he had picked up had argued with the men at the car wash, one of whom pulled out a knife and cut the hitchhiker under his arm. Defendant grabbed a fishing knife he kept in his trunk and cut the attacker on his arm. The other armed man then ran off and defendant attended to the hitchhiker’s wounds. Neither defendant nor the hitchhiker wanted to notify the police, and defendant dropped the hitchhiker off and went home. At home, defendant told his wife what had happened. Defendant then went to a friend’s house in South Sacramento, throwing the knife he had used in the fight off a bridge while en route.3 Prior to defendant’s apprehension, the police received word that there might be some clothing buried in defendant’s yard. Defendant’s wife gave the police permission to conduct a search and informed officers that she had seen a partially buried pant leg while moving some wood on the side of the yard. Under the wood, officers discovered a pair of denim jeans wrapped around a T-shirt and a pair of shoes. Defendant’s stepdaughter identified the shoes as belonging to defendant. Testing indicated that blood on the jeans and shoes could have come from either defendant or Gandy, who shared the same blood type. The treads on the shoes matched those of the bloody footprints found at the crime scene. A roll of nickels and a roll of dimes also were found in the yard. The Black Stallion’s start-up money sometimes included rolls of coins. Defendant was apprehended by a warrant fugitive detail in a vehicle stop on June 10, 1994. After defendant was detained, a search of the stopped car revealed a brown paper bag containing $29.50 in coins. At the time of his arrest, defendant Defendant also called Arthur Robertson of the Sacramento police department on June 6. Defendant told Robertson that he had bloodstains on his clothing after assisting a man injured in a knife fight at a car wash. Defendant said that he had scared off the assailants with his own knife.
had a number of minor scratches on his right arm, some bruising below his right armpit, and some minor scratches on his lower back. Later on June 10, 1994, defendant called his wife from an interview room at the sheriff’s department. Their conversation was surreptitiously recorded. A tape of their discussion was introduced at trial. In the conversation, defendant apologized to his wife and told her, “This has been goin’ on for a long time before I met you – a long, long, long time.” When his wife asked, “How come I – you never told me nothing about or nothin’,” defendant responded, “I don’t know. I guess I never really thought it was anything and, well – I just – I get crazy. I don’t – don’t know just – uhhh.” Defendant said, “one thing led to another and it just came out.” Defendant also told his wife, “I’m in here for the rest of my life.” 2. Defense Case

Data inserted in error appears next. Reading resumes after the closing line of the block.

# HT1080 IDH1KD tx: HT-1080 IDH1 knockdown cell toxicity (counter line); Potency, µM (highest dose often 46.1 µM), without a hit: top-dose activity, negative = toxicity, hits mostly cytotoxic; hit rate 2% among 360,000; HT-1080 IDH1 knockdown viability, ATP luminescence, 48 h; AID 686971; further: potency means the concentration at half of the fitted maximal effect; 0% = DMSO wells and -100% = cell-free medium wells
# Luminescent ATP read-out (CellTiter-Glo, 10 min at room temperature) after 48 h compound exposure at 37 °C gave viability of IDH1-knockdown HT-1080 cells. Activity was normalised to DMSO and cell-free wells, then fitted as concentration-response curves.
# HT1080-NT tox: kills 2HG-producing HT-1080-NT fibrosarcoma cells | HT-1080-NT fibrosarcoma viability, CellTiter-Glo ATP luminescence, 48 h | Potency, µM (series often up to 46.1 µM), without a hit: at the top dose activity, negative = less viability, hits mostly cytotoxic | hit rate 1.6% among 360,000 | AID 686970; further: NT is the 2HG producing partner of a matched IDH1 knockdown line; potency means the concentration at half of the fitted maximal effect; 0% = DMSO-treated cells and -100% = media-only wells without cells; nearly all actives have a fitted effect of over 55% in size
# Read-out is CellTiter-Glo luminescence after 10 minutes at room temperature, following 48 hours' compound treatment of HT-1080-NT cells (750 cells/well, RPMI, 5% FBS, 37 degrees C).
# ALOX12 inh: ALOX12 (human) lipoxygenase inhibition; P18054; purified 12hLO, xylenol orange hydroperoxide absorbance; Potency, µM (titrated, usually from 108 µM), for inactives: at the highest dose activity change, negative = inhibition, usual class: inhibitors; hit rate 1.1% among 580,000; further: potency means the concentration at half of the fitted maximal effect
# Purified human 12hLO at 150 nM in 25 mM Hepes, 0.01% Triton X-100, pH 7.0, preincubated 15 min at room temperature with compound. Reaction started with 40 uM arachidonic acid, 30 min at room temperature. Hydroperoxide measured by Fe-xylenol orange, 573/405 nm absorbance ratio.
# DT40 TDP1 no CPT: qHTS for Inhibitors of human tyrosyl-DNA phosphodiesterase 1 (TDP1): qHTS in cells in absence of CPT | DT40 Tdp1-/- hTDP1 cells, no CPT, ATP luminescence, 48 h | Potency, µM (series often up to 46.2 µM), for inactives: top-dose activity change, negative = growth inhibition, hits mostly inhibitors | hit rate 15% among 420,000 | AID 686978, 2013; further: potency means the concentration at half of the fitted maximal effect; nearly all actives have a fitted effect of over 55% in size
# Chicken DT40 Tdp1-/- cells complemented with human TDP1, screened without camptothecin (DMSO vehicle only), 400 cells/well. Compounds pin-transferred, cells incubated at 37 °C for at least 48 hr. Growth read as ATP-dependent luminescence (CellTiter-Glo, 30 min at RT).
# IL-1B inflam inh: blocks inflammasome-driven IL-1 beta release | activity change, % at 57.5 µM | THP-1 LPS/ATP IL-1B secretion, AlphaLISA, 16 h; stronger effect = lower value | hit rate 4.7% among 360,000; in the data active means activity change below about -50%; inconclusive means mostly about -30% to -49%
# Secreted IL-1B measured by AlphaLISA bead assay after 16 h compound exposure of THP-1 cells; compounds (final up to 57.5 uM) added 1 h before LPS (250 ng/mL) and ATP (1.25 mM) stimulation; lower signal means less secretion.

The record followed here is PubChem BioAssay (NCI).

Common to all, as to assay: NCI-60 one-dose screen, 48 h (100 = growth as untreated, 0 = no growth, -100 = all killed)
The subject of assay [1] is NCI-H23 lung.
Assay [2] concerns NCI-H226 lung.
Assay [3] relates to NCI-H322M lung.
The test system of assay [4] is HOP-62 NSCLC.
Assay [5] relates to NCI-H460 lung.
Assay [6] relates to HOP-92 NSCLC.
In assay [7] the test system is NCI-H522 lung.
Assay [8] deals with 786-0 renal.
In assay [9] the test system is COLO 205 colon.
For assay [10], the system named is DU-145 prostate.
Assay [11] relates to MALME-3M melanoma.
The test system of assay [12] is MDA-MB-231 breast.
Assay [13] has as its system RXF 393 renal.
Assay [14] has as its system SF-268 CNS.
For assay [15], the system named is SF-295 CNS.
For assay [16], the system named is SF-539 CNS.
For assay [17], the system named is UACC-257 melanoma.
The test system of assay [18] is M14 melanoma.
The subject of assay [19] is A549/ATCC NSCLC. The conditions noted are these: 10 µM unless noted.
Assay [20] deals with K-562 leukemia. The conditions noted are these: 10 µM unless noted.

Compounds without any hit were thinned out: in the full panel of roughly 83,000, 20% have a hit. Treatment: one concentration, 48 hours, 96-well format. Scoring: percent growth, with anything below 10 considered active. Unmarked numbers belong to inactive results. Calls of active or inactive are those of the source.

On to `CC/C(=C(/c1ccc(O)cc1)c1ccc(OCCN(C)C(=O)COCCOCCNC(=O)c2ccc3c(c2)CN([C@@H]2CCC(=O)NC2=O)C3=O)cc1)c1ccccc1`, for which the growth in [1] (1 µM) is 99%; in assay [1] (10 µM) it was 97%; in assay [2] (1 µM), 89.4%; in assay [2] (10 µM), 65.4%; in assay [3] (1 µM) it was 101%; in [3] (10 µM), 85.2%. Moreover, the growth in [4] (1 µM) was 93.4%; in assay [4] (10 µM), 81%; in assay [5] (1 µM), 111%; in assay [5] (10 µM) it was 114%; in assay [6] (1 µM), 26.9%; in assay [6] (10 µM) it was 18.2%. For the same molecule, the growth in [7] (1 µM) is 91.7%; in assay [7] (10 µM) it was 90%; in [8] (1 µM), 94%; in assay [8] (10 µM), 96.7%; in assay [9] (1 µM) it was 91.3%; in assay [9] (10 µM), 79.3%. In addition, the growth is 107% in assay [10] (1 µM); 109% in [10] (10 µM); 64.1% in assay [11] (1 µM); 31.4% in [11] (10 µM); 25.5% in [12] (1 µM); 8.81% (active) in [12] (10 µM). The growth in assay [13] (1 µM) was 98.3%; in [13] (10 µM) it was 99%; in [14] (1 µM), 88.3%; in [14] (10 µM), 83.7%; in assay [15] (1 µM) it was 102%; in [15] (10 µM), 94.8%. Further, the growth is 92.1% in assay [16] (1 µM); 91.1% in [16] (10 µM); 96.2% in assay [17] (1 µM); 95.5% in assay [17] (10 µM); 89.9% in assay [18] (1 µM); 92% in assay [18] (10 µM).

The defense presented no witnesses at the trial’s guilt phase. B. Penalty Phase 1. Prosecution Evidence
At the penalty phase, the prosecution presented testimony in aggravation from four persons whom defendant had either robbed or attempted to rob in 1986 or 1987. Defendant had been convicted of these crimes on August 31, 1988. Joseph Jacobs testified that on October 28, 1986, defendant emerged from a hiding place to rob him at gunpoint at a Carmichael, California bank while Jacobs sought to deposit the day’s receipts from his pharmacy. Paula Jean Door testified that defendant attempted to rob her at an automatic teller machine (ATM) on April 30, 1987. Defendant, lying on the ground underneath some bushes, pointed a gun at Door and demanded $200. Door, who was seven months pregnant at the time, returned to the ATM and deliberately punched the wrong code several times until she saw a car approach.